One year ago a chemical spill into West Virginia’s Elk River shut down the Charleston area water system for weeks. Scientists are still studying what happened in one of the largest municipal water emergencies in the country… as legal action on the case gets underway.
On the day of the chemical spill, the first clue Charleston area residents had that there was a problem with their water was the smell. They reported the water smelled something like licorice.
Virginians tired of the cold weather may already be dreaming of summer plans—days on the beach, swimming, fishing, kayaking, jet skiing, or canoeing on favorite waterways. But in some cases, those plans could get canceled because rising pollution and bacterial levels force temporary closures of those locations. The Department of Environmental Quality’s latest “Impaired Waters” report makes that scenario more likely for a larger number of waterways.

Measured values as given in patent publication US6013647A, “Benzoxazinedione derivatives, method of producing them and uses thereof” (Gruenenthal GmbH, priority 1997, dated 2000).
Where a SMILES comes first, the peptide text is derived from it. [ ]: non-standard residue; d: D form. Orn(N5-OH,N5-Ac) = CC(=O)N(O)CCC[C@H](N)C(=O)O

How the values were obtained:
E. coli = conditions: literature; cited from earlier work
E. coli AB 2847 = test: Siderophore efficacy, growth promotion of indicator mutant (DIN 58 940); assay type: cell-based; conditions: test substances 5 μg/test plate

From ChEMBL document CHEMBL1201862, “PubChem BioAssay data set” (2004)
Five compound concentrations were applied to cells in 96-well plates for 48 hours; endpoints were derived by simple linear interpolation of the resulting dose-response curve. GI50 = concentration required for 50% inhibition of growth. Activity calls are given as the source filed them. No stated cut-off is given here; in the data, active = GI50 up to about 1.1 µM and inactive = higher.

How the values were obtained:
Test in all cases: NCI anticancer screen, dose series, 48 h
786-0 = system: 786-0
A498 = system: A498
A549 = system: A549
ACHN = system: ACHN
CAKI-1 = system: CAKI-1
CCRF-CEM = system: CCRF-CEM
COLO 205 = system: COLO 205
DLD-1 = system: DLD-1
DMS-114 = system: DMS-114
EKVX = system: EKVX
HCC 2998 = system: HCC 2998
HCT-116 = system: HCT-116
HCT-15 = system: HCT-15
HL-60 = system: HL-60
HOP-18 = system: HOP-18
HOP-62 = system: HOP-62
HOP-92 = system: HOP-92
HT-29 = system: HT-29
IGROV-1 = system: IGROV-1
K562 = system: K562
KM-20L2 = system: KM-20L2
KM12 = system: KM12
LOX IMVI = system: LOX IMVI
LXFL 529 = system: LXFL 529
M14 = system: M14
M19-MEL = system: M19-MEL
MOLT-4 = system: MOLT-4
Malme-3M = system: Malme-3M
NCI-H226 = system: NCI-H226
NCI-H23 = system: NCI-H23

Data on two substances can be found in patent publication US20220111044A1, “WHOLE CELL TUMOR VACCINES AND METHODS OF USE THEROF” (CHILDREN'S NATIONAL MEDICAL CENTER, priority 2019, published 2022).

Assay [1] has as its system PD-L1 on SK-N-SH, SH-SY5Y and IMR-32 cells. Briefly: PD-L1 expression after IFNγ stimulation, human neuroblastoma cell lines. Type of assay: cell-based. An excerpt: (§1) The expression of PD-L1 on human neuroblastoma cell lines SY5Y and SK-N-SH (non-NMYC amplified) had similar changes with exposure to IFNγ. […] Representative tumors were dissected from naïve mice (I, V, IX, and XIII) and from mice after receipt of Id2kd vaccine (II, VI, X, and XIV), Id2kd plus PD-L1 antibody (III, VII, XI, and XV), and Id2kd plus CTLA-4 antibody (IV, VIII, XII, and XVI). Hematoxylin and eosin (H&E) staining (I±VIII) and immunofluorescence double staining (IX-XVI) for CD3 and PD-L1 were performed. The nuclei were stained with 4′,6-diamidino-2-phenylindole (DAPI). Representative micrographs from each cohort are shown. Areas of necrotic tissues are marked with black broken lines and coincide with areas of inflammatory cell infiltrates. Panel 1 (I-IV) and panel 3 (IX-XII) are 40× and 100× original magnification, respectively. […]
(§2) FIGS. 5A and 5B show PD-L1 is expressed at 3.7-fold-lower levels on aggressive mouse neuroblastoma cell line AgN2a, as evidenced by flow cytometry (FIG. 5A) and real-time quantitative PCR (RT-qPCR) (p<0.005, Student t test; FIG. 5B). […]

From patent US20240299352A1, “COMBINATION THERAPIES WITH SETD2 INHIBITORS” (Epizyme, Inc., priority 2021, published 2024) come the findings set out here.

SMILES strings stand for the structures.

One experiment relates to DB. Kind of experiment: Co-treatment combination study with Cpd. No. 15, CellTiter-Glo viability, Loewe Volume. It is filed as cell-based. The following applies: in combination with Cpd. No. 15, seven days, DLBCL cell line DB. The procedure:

DEQ's Bill Hayden says the impairment is not necessarily due to more pollutants.
While some high school kids are playing video games or watching movies on their cell phones, eight students from Charlottesville are trying to solve a serious global problem – how to turn polluted water into something people can drink.
Last fall,students at St. Anne’s-Belfield School decided to enter the Lemelson-MIT InvenTeams challenge – a contest that awards 15 grants of up to $10,000 for research on real world problems. Bob Troy chairs the high school’s science department.
It’s estimated that one in seven people in this country go hungry, but in Floyd County Virginia, there’s “Plenty” to go around.
In the U.S., many go hungry, even as food is wasted every day. That’s what led a group of people in Floyd to create Plenty! – an organization that tries to smooth out the curve between too much and not enough. They first got the idea 5 years ago, when McCabe Coolidge’s partner, Karen Day, had a bunch of left over beet greens.